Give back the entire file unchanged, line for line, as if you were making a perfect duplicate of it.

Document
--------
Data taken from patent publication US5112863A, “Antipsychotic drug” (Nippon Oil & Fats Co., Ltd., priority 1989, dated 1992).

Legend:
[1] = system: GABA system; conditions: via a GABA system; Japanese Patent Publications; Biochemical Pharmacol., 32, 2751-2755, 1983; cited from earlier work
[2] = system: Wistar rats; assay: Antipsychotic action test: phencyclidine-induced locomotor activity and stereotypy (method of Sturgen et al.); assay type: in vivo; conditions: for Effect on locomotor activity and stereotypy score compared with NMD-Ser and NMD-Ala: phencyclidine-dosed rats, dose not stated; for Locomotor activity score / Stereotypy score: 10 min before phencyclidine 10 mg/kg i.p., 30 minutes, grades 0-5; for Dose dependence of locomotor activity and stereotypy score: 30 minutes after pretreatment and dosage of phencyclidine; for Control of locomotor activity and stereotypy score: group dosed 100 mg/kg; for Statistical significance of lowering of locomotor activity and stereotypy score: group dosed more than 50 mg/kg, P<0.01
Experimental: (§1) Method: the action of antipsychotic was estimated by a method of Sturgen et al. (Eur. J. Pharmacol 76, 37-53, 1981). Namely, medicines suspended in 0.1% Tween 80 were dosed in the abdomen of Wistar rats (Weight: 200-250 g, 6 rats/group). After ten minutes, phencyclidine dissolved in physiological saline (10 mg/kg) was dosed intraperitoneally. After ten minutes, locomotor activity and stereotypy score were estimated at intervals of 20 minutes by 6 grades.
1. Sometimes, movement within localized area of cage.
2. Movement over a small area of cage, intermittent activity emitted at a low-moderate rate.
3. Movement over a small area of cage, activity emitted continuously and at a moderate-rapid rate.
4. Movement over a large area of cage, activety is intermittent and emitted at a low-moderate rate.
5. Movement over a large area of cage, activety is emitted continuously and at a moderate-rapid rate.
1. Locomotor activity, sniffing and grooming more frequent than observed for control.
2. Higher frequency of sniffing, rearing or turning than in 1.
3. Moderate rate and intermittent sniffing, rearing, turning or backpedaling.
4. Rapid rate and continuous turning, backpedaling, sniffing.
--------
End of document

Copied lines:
Data taken from patent publication US5112863A, “Antipsychotic drug” (Nippon Oil & Fats Co., Ltd., priority 1989, dated 1992).

Legend:
[1] = system: GABA system; conditions: via a GABA system; Japanese Patent Publications; Biochemical Pharmacol., 32, 2751-2755, 1983; cited from earlier work
[2] = system: Wistar rats; assay: Antipsychotic action test: phencyclidine-induced locomotor activity and stereotypy (method of Sturgen et al.); assay type: in vivo; conditions: for Effect on locomotor activity and stereotypy score compared with NMD-Ser and NMD-Ala: phencyclidine-dosed rats, dose not stated; for Locomotor activity score / Stereotypy score: 10 min before phencyclidine 10 mg/kg i.p., 30 minutes, grades 0-5; for Dose dependence of locomotor activity and stereotypy score: 30 minutes after pretreatment and dosage of phencyclidine; for Control of locomotor activity and stereotypy score: group dosed 100 mg/kg; for Statistical significance of lowering of locomotor activity and stereotypy score: group dosed more than 50 mg/kg, P<0.01
Experimental: (§1) Method: the action of antipsychotic was estimated by a method of Sturgen et al. (Eur. J. Pharmacol 76, 37-53, 1981). Namely, medicines suspended in 0.1% Tween 80 were dosed in the abdomen of Wistar rats (Weight: 200-250 g, 6 rats/group). After ten minutes, phencyclidine dissolved in physiological saline (10 mg/kg) was dosed intraperitoneally. After ten minutes, locomotor activity and stereotypy score were estimated at intervals of 20 minutes by 6 grades.
1. Sometimes, movement within localized area of cage.
2. Movement over a small area of cage, intermittent activity emitted at a low-moderate rate.
3. Movement over a small area of cage, activity emitted continuously and at a moderate-rapid rate.
4. Movement over a large area of cage, activety is intermittent and emitted at a low-moderate rate.
5. Movement over a large area of cage, activety is emitted continuously and at a moderate-rapid rate.
1. Locomotor activity, sniffing and grooming more frequent than observed for control.
2. Higher frequency of sniffing, rearing or turning than in 1.
3. Moderate rate and intermittent sniffing, rearing, turning or backpedaling.
4. Rapid rate and continuous turning, backpedaling, sniffing.